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Pang Adventures Review


You may not have heard of the Pang Brothers. In fact, if you’re younger than 25 years old you may wonder what all the fuss is about. If you have though and you’re old enough to remember them the first time round, you’ll probably be pretty excited to see that the boys in blue (and red) are now making an appearance on the latest consoles. After becoming a smash hit a couple of decades back, first in the arcades and then on the home tech of the time, those who remember the ball busting, highly addictive nature that the siblings brought should be hoping and praying that their latest offering lives up to the expectation.

And you know what? It’s like they’ve never been away.

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After a massive alien invasion threatens to wipe out humankind forever more, two brothers are called into action. Known only by their surname and only separated by the colours that they wear, the two guys must grab their weapons, use their wits and utilise their skills, stopping the massive attack balls which the aliens start raining down on earth. Getting squashed is not an option.

The mechanics are simple and reminiscent of the Invaders titles that wowed the world back in the early days of gaming. Moving left to right, only stopping to fire, you’ll need to help the brothers dodge the numerous attack balls that fill the screen. With a solitary weapon in hand, one which can only really fire in the vertical, each shot that connects with a large ball will see it split into two smaller ones. These can then be split again before eventually being popped. Rid the boys lives of all the spheres in their way and they’ll be shifted on to the next level, of which there are very nearly 100 available.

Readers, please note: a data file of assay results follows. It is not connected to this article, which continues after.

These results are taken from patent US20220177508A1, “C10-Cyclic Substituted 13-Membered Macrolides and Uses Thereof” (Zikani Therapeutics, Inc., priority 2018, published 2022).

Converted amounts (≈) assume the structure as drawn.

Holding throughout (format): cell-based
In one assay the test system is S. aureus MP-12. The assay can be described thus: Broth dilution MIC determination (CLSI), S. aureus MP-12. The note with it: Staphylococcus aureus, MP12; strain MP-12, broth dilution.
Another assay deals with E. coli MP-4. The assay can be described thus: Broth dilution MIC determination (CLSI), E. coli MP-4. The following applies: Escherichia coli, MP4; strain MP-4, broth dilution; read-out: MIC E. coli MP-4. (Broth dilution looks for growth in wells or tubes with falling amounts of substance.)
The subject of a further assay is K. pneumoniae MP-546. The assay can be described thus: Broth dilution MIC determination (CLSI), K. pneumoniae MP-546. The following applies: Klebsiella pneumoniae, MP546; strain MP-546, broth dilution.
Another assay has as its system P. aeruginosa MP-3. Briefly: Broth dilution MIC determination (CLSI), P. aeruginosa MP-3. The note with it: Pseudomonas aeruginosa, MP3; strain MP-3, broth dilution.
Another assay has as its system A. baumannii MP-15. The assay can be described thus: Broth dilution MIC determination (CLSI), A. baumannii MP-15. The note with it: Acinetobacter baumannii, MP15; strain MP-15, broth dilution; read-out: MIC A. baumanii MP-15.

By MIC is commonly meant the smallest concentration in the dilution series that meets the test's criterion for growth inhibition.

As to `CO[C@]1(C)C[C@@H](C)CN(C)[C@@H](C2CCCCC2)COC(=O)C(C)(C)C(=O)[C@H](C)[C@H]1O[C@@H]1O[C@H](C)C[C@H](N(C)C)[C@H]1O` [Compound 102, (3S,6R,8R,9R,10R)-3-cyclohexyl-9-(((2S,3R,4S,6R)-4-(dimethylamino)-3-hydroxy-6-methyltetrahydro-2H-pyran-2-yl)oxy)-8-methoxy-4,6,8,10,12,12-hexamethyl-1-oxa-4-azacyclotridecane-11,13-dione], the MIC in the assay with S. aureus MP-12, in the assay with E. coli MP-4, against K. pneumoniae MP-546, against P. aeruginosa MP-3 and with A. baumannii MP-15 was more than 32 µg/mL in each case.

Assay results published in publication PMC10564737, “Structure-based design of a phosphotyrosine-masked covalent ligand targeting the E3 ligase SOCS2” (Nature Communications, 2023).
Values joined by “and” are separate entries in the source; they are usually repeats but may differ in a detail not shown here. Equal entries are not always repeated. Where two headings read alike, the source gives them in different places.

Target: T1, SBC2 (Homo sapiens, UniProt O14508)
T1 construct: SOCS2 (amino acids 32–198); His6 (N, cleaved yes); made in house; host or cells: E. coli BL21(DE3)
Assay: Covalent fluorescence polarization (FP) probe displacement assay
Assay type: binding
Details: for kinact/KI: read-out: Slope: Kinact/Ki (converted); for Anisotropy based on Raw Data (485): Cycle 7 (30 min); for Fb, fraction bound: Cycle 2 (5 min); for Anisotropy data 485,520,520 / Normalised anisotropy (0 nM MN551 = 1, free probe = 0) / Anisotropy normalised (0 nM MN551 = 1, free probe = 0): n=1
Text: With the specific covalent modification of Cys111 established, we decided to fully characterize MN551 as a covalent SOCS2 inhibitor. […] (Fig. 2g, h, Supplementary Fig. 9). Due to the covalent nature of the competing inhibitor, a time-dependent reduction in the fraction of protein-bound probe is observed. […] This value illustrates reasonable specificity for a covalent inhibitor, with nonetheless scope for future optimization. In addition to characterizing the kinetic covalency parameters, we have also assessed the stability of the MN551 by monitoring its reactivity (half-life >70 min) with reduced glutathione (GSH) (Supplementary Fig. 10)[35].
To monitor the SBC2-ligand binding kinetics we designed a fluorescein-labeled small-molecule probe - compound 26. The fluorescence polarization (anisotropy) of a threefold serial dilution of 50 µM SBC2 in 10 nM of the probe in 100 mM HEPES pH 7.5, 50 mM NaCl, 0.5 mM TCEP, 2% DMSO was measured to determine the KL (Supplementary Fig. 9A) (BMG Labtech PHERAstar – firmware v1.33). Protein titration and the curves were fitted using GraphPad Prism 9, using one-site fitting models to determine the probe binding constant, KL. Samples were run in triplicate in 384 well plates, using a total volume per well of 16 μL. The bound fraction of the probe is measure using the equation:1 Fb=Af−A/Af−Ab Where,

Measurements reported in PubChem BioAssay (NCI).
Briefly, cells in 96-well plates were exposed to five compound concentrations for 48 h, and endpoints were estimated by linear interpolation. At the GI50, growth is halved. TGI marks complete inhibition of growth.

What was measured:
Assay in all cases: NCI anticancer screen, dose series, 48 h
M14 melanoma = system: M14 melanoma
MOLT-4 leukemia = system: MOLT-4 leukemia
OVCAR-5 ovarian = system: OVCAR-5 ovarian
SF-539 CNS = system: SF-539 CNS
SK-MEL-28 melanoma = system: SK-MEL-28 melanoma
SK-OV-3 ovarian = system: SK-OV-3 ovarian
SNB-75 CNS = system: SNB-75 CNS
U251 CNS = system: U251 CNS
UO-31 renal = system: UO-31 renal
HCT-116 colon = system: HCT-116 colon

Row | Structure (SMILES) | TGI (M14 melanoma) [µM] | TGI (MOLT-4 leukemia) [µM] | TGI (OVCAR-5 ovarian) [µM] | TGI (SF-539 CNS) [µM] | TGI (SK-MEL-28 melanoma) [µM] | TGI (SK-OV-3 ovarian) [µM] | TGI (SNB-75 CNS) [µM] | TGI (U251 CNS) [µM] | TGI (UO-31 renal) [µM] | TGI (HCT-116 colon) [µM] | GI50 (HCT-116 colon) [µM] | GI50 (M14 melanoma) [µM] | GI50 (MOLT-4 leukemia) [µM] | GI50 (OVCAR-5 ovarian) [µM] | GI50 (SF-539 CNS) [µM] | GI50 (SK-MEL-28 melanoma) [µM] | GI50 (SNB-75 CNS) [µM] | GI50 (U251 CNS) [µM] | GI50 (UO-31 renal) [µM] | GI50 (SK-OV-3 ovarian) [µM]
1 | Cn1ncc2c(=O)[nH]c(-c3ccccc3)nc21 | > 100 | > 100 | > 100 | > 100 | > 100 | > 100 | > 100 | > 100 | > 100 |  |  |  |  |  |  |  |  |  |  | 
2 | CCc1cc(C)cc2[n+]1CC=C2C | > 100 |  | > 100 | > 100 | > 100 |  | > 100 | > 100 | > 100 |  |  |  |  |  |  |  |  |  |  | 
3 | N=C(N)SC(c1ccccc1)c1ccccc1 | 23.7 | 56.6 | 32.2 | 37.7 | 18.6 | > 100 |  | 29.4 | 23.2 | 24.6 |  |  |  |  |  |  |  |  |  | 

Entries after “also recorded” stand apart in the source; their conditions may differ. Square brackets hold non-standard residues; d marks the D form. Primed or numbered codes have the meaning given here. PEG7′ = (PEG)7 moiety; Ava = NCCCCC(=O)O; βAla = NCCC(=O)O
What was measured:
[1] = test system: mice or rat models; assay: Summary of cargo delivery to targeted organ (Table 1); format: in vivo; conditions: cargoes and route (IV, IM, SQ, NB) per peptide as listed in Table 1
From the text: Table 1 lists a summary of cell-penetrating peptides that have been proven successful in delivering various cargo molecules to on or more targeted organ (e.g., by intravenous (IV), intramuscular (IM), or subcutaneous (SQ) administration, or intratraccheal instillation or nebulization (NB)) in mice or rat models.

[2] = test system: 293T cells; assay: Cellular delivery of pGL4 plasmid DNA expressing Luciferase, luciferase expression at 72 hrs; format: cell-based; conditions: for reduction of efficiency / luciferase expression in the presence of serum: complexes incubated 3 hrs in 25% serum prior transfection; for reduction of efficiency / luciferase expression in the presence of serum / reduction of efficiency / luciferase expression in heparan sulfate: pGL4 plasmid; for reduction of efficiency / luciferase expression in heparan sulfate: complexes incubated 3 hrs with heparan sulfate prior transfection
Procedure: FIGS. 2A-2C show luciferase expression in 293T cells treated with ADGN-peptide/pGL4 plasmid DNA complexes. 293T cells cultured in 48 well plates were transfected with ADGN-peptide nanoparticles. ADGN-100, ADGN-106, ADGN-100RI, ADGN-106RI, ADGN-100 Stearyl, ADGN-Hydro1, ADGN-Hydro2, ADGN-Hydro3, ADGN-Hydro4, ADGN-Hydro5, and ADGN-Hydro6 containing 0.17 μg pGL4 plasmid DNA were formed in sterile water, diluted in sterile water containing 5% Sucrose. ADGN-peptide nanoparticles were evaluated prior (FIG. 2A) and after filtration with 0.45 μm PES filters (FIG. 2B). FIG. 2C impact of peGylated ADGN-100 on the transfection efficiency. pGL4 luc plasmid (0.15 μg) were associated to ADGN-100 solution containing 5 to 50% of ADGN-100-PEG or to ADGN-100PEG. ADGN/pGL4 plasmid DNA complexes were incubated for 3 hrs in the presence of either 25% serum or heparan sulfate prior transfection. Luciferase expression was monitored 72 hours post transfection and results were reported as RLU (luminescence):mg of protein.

With a rather tight time limit in play and only the one life available, many of the levels included will require multiple attempts; if not because of the impending timer, but due mainly to the necessity of working out the best strategy to beat it. Things start off relatively simply and you’ll find yourself breezing through the opening set of levels, but progress further and you’ll come up against tighter limits, clever level designs with destructible sections and a whole array of wicked balls that are in place to cause nothing but damage.

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Thankfully, as the levels harden and you find yourself coming up against smoke balls, lightning strikes and lava filled beasts, you’ll find plenty of pickups to help you out. Some will pause time, if only for a few seconds, others will explode everything on screen. The most helpful of all though are the better, beefier weapons that help you pop the balls quicker. These range from tommy guns, single shots, laser pistols and that ultimate ball destroyer, the flamethrower. Each could well be the difference between completion or utter failure and without them, chances are your standard Spike line will fail to suffice.

Split over a number of continental stages, every time you reach the end of one specific section you’ll be tasked with defeating the end of island boss. Now, whilst these are relatively easy to dispatch, it will take you some time to work out exactly how you’re going to do it. Expect to die and restart, lots, as you nail down the optimum strategy – something which replicates itself across many of the stages included in the Pang Bros adventures. Once you have got your head around things though, they’re pretty much a piece of cake and nothing to be afraid of.